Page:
Another major problem at Oakridge has to do with the lack of metrics. In other words, there was no way to measure whether or not our community centre was doing a good job serving our community because nearly everything was subjective. In fact, in the 16 years that I was involved the only metrics we ever discussed at length were membership numbers (which stayed flat in spite of increasing salaries) and grant money — other people’s money, which we were very good at getting.
I’m sorry folks, but there is a lot more to running a “community” centre than being good at applying for grants. If that is the only criteria against which we are measuring our General Manager, then we may as well hire a grad student. A grad student will work for a quarter of what we are paying our GM and they will know how to fill out grant applications.
In addition to measuring success, the association also needs a way to measure failures. The board needs a way to identify customers who are unhappy and find out why they are unhappy.
As most of you know, I own a store just down the street from my community centre. There is a lot of overlap between my customers and their customers. Every week last summer I had customers standing at my service counter complaining to me about the lack of service at the Oakridge Community Centre. The most common complaints were what I call service basics, the kinds of things that would kill a business that did not have the benefit of using other people’s money to stay afloat: nobody answering the phone, no staff present to serve customers, no clear indication where to spend money to get products and services.
ISSUE 3 – ACCOUNTABILITY
Finally at Oakridge, there is the issue of accountability. As some of you will have noted above, in the 16 years that I served my community, I never saw evidence of a genuine performance evaluation. Year after year after year, substantial salary increases were recommended and approved based solely on A) the amount of money that Southland Hockey Association agreed to pay in rent and B) the amount of money that federal, provincial and municipal governments agreed to give us.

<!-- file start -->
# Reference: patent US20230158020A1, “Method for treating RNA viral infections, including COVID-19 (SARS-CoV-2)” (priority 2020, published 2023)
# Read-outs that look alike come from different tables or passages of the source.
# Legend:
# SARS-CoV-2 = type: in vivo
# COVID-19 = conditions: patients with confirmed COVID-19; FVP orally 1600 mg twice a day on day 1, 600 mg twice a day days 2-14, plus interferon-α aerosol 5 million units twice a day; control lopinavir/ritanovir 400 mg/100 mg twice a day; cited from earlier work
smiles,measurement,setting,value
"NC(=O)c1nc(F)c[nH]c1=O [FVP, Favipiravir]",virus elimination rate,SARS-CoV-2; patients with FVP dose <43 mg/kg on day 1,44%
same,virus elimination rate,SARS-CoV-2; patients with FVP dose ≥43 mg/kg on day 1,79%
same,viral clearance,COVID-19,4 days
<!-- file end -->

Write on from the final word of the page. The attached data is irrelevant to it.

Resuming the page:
The General Manager of our facility operates without effective oversight. She attends every meeting. She is present at every discussion. She surrounds herself with friends and she makes sure that she controls every aspect of the organization. In my opinion, the Board at Oakridge reports to the General Manager, not the other way around.
Rather than one overpaid General Manager who is absent and mentally disengaged for most of the summer, the community should have two managers. One should be responsible for the day-to-day operations of the facility. The other should be responsible for customer service. When one is on vacation, ill or otherwise unavailable, the other can cover for her. This is the way most community centres with arenas are run.
Having two managers (or one manager with an assistant) puts checks and balances in place that prevent any one person from becoming too powerful. It also ensures that the community cannot be held hostage by the one person who knows everything and does everything and insists on being compensated accordingly. And finally, it gives the Board a better opportunity to measure individual performance
Can our community afford this? Of course we can!! Look at what we are paying our current GM. Compare it to what other GMs are earning. There is plenty of money for two energetic young people who are familiar with computers, websites and spreadsheets. A more important question, though, is can we afford NOT to do this.
The level of customer service at Oakridge is atrocious. If you don’t believe me, come and ask the customers who stand in my store every week complaining about the fact that they can’t get anybody at Oakridge to take their money. Or, just ask me why I spent over $12,000 on court rentals in 2011/12 and why I will not be spending anything there in 2013.
JUST THE BEGINNING
My Campaign for a Better Oakridge is just beginning. I know that there are people out there who are dissatisfied with the way our community centre is managed. I know that there are people in the community who wonder why we don’t have programs like other communities. This campaign will tap into that discontent and transform it into action.
At present, the business of the Oakridge Community Centre consists of renting one sheet of ice to one major customer (Southland Hockey Association) for which one employee reaps enormous personal benefits. My campaign is about changing hearts and minds and about convincing people that we can do much more than this. If I can do that, change will become inevitable.